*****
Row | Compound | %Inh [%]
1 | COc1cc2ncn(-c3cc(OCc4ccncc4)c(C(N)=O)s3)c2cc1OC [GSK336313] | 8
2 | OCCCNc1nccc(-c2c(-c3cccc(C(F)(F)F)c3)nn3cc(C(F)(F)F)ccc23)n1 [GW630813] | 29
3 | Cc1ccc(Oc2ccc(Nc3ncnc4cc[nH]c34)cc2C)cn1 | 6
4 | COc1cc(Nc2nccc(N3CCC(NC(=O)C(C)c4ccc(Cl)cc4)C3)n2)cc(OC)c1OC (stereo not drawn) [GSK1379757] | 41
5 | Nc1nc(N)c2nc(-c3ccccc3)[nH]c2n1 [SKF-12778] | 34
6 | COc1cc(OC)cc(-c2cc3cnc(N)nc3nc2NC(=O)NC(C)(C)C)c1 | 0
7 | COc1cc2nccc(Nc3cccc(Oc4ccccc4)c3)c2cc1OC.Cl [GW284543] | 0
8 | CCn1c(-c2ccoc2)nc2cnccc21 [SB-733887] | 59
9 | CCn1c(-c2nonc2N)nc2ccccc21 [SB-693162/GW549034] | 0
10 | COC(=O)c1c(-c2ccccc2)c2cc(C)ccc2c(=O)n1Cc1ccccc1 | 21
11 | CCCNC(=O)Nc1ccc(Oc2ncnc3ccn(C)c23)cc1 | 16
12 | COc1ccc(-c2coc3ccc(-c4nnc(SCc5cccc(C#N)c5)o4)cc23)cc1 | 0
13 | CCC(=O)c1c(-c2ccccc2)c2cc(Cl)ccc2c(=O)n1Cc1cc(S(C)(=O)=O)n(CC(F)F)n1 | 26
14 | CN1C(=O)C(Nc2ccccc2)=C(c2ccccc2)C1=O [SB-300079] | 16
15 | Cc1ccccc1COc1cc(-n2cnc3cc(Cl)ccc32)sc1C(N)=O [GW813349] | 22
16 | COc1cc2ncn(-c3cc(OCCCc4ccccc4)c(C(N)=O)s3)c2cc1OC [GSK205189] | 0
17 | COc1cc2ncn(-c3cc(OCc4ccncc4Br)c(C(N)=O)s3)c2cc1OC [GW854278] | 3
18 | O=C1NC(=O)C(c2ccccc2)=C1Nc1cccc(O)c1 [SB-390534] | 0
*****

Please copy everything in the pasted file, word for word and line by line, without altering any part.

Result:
Row | Compound | %Inh [%]
1 | COc1cc2ncn(-c3cc(OCc4ccncc4)c(C(N)=O)s3)c2cc1OC [GSK336313] | 8
2 | OCCCNc1nccc(-c2c(-c3cccc(C(F)(F)F)c3)nn3cc(C(F)(F)F)ccc23)n1 [GW630813] | 29
3 | Cc1ccc(Oc2ccc(Nc3ncnc4cc[nH]c34)cc2C)cn1 | 6
4 | COc1cc(Nc2nccc(N3CCC(NC(=O)C(C)c4ccc(Cl)cc4)C3)n2)cc(OC)c1OC (stereo not drawn) [GSK1379757] | 41
5 | Nc1nc(N)c2nc(-c3ccccc3)[nH]c2n1 [SKF-12778] | 34
6 | COc1cc(OC)cc(-c2cc3cnc(N)nc3nc2NC(=O)NC(C)(C)C)c1 | 0
7 | COc1cc2nccc(Nc3cccc(Oc4ccccc4)c3)c2cc1OC.Cl [GW284543] | 0
8 | CCn1c(-c2ccoc2)nc2cnccc21 [SB-733887] | 59
9 | CCn1c(-c2nonc2N)nc2ccccc21 [SB-693162/GW549034] | 0
10 | COC(=O)c1c(-c2ccccc2)c2cc(C)ccc2c(=O)n1Cc1ccccc1 | 21
11 | CCCNC(=O)Nc1ccc(Oc2ncnc3ccn(C)c23)cc1 | 16
12 | COc1ccc(-c2coc3ccc(-c4nnc(SCc5cccc(C#N)c5)o4)cc23)cc1 | 0
13 | CCC(=O)c1c(-c2ccccc2)c2cc(Cl)ccc2c(=O)n1Cc1cc(S(C)(=O)=O)n(CC(F)F)n1 | 26
14 | CN1C(=O)C(Nc2ccccc2)=C(c2ccccc2)C1=O [SB-300079] | 16
15 | Cc1ccccc1COc1cc(-n2cnc3cc(Cl)ccc32)sc1C(N)=O [GW813349] | 22
16 | COc1cc2ncn(-c3cc(OCCCc4ccccc4)c(C(N)=O)s3)c2cc1OC [GSK205189] | 0
17 | COc1cc2ncn(-c3cc(OCc4ccncc4Br)c(C(N)=O)s3)c2cc1OC [GW854278] | 3
18 | O=C1NC(=O)C(c2ccccc2)=C1Nc1cccc(O)c1 [SB-390534] | 0